In the early spring, I noticed more and more pretty purple flowers in the gardens AND in the lawns of homes around me. I noticed those pretty blue Siberian squill last year and noticed that I have a bunch towards the back of my yard.
I live in an older area where homes are over 100 years old. I loved seeing these little blue flowers and finally learned they were called Siberian Squill. They are sooooo pretty! And, I was so happy to see them in my yard.
Do you have a hard time recognizing plants that are growing early in the spring? Here is an article showing pictures of what early spring plants look like in my yard. Be careful, some are weeds! What plant is this?
Siberian Squill - Scilla siberica
These pretty blue flowers grow in both sunny and partially shady areas. It grows in areas of my yard that is full shade in the summer when the trees get all their leaves in. But, in the early spring, it is a sunny to partial shady area. What I always thought was so pretty about this flower is actually part of a problem. It grows, naturalizes and multiplies in lawns that are starting to recover from the winter. It's one of the earliest flowering plants in the spring.
They are a beautiful splash of color in the spring. I also liked that once the lawns were filling in, the Siberian squill would just be cut down with a lawnmower and would essentially disappear.
Problems with this plant
Although I love how this plant looks in the spring, it is a very aggressive, nonnative plant. Aggressive, nonative plants are actually plants that officially are deemed as invasive. Just because a plant spreads easily, does not make it invasive. It's the additional fact that it isn't native to our area. Siberian Squill was originally was brought over from Russia. I'll assume perhaps from Siberia?
In the state of Wisconsin, where I live, it appears this plant may be designated as an invasive plant by the Wisconsin DNR within the next year or two. That designation may occur because it is so aggressive in spreading that it is squeezing out the native growing plants. It is especially harmful to the native spring flowers in the woodlands. Here is a fact sheet from the University of Minnesota about the invasiveness of squill.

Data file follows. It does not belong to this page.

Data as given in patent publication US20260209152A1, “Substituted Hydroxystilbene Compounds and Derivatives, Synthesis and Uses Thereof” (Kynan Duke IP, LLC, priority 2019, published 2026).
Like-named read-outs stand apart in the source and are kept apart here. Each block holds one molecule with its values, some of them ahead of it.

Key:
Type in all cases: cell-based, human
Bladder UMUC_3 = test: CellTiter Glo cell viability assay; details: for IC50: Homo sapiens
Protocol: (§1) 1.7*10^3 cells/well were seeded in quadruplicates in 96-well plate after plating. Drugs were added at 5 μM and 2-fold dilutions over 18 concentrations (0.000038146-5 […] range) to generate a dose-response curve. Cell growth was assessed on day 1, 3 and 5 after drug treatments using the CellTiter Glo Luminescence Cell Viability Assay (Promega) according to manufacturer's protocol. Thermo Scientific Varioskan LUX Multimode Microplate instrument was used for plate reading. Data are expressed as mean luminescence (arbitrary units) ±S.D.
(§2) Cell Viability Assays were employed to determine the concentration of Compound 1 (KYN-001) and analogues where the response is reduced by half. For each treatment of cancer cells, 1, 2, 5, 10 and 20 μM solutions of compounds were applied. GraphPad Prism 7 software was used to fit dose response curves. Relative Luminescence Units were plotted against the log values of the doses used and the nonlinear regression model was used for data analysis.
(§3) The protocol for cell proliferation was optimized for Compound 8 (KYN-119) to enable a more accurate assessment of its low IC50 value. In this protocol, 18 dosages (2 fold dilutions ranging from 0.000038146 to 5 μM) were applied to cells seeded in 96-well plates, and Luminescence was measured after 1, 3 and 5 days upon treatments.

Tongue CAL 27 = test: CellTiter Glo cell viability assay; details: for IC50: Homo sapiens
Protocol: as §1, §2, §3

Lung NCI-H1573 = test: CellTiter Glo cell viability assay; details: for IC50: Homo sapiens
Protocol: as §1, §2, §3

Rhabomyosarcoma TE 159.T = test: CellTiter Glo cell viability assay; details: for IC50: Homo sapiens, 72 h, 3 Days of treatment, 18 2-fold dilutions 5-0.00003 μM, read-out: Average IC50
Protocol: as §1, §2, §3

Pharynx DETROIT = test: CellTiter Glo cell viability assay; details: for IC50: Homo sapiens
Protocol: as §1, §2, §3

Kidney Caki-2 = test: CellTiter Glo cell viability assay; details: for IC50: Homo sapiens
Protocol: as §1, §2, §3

Don't be fooled by its size (about 6 inches tall) and pretty flowers. This is a tough plant! I've seen growing instructions stating this plant needs good soil. From personal experience, I can say it doesn't. Here you can see it's starting to grow in very rocky soil.
How does the squill plant spread?
This plant is a bulb. The bulbs are small. However, it also self-seeds. That is the main reason it spreads so quickly and is so invasive.
Another issue in removing this plant, it's such an early bloomer, that often gardeners aren't out working in their gardens yet. The foliage often disappears as spring progresses and then people just forget to dig up the existing bulbs. The bulbs also grow fairly deep. The ones I dug up were at least 4 inches deep.
The picture below shows the squill growing through thick landscaping fabric that my neighbor put down last year! Most of the squill are to the right of the fabric, but you can see it growing individually and those are the ones who have managed to grow through the fabric (they aren't on top - I checked!
How to remove Siberian Squill
One important thing is to dig out the bulbs when they are blooming so you can see where they are. And you need to dig fairly deep (4-6 inches) to get to the bulbs. They are small, about the diameter of a dime or larger ones, a nickel. You really need to sift through the soil to get those roots.
Another thing I've done this year is just run my lawnmower over them before they have gone to seed. That's a hard thing to do when they are so pretty, especially in the early spring. These can potentially need to be cut down prior to your lawn needing to be cut. This is a long-term project.
I suppose chemicals are also an option. However, I live close to a lake and don't want those chemicals running into the lake water. Also, since these plants grow so early in the spring, the pollinators are feasting on them. However you feel about chemicals and pollinators, that is a decision I'll leave to you and your yard.
Have you seen my article showing what common plants look like in early spring? It's a great resource to figure out if what is growing in your yard is a friend or a foe (weed). Take a look at my article about
My guess is you planted crocus bulbs. They are also small bulbs and they have pretty flowers in the early spring.
Invasive plants are a bigger problem than what you do in your yard with them. For example, if a bird eats the seeds, then poops them out in a woodland area. The seeds can take root in an area not even close to your yard. Squill can also multipy underground. You may have some unhappy neighbors if their lawns get invaded.
I will admit to keeping some in a small section of my yard. I agressively pull any that spread. And, I run my lawnmower over them once they finish blooming so the seed pods don't set.
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